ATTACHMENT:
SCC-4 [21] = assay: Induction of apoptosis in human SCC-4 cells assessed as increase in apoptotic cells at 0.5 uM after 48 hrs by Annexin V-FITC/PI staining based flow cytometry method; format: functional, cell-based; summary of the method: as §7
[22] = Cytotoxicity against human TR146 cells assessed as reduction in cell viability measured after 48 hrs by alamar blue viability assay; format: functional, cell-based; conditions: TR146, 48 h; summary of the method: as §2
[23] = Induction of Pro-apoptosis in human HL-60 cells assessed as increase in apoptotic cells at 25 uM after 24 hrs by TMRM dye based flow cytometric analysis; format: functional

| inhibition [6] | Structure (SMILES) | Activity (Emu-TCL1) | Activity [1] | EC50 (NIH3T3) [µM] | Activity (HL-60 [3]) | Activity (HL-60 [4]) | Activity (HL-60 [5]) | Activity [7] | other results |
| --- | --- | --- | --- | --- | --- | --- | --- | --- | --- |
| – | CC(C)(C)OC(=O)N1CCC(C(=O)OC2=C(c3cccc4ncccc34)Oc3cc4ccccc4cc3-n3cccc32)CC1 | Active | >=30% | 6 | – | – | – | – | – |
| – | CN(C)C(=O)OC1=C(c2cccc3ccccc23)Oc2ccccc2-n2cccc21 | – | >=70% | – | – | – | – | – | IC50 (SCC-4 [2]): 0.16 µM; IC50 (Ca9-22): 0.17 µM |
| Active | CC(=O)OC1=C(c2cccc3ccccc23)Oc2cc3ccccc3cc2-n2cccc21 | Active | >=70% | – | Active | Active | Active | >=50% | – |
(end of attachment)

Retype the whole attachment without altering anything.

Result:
SCC-4 [21] = assay: Induction of apoptosis in human SCC-4 cells assessed as increase in apoptotic cells at 0.5 uM after 48 hrs by Annexin V-FITC/PI staining based flow cytometry method; format: functional, cell-based; summary of the method: as §7
[22] = Cytotoxicity against human TR146 cells assessed as reduction in cell viability measured after 48 hrs by alamar blue viability assay; format: functional, cell-based; conditions: TR146, 48 h; summary of the method: as §2
[23] = Induction of Pro-apoptosis in human HL-60 cells assessed as increase in apoptotic cells at 25 uM after 24 hrs by TMRM dye based flow cytometric analysis; format: functional

| inhibition [6] | Structure (SMILES) | Activity (Emu-TCL1) | Activity [1] | EC50 (NIH3T3) [µM] | Activity (HL-60 [3]) | Activity (HL-60 [4]) | Activity (HL-60 [5]) | Activity [7] | other results |
| --- | --- | --- | --- | --- | --- | --- | --- | --- | --- |
| – | CC(C)(C)OC(=O)N1CCC(C(=O)OC2=C(c3cccc4ncccc34)Oc3cc4ccccc4cc3-n3cccc32)CC1 | Active | >=30% | 6 | – | – | – | – | – |
| – | CN(C)C(=O)OC1=C(c2cccc3ccccc23)Oc2ccccc2-n2cccc21 | – | >=70% | – | – | – | – | – | IC50 (SCC-4 [2]): 0.16 µM; IC50 (Ca9-22): 0.17 µM |
| Active | CC(=O)OC1=C(c2cccc3ccccc23)Oc2cc3ccccc3cc2-n2cccc21 | Active | >=70% | – | Active | Active | Active | >=50% | – |